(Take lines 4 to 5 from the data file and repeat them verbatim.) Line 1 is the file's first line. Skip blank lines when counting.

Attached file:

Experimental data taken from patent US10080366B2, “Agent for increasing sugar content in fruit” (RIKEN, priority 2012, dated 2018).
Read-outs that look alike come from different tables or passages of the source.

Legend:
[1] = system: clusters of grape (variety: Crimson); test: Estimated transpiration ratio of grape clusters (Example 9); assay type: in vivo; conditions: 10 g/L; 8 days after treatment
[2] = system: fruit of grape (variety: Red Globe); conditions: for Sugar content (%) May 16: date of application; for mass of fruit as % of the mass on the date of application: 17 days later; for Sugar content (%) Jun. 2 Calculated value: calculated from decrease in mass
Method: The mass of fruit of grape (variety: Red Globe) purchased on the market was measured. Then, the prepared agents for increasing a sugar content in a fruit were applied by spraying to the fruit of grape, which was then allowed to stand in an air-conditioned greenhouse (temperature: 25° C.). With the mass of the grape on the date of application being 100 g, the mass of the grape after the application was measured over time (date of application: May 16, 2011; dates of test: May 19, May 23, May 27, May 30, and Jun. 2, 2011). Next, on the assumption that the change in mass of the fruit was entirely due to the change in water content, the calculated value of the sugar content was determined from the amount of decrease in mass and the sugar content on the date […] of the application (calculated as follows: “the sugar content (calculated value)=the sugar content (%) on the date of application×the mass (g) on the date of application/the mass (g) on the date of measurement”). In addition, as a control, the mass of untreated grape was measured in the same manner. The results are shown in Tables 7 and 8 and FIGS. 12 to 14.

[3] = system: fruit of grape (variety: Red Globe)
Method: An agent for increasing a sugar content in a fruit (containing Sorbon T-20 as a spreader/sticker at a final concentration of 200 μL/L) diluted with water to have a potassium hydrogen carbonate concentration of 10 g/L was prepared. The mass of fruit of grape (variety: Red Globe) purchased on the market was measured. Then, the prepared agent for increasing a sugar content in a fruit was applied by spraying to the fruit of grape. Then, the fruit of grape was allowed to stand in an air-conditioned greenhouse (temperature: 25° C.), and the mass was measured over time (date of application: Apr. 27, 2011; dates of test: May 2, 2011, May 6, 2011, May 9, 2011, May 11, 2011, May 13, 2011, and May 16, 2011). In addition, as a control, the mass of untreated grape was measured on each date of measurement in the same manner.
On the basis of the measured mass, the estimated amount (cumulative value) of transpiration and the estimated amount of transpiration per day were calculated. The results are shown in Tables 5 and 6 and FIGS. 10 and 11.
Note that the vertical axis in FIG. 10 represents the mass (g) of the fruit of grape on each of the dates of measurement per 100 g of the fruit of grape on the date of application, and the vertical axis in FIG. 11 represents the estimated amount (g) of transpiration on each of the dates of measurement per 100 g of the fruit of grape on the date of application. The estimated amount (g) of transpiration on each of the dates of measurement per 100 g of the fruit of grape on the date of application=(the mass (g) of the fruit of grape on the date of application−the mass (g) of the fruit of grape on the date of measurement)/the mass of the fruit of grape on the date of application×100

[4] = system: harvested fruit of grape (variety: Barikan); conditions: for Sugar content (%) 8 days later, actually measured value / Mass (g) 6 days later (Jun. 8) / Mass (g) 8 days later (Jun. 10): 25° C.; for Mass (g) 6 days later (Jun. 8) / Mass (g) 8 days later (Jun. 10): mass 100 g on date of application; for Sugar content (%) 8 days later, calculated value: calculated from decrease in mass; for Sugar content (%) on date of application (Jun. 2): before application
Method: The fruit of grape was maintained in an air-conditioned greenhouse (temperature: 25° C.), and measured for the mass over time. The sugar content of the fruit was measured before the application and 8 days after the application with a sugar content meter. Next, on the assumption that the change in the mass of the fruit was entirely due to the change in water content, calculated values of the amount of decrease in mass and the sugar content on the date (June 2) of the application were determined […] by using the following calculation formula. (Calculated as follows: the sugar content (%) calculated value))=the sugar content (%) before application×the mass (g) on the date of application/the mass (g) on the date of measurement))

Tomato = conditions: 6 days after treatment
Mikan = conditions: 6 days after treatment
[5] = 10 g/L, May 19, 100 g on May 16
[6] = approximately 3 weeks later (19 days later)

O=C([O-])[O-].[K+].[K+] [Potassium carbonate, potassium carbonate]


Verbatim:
[1] = system: clusters of grape (variety: Crimson); test: Estimated transpiration ratio of grape clusters (Example 9); assay type: in vivo; conditions: 10 g/L; 8 days after treatment
[2] = system: fruit of grape (variety: Red Globe); conditions: for Sugar content (%) May 16: date of application; for mass of fruit as % of the mass on the date of application: 17 days later; for Sugar content (%) Jun. 2 Calculated value: calculated from decrease in mass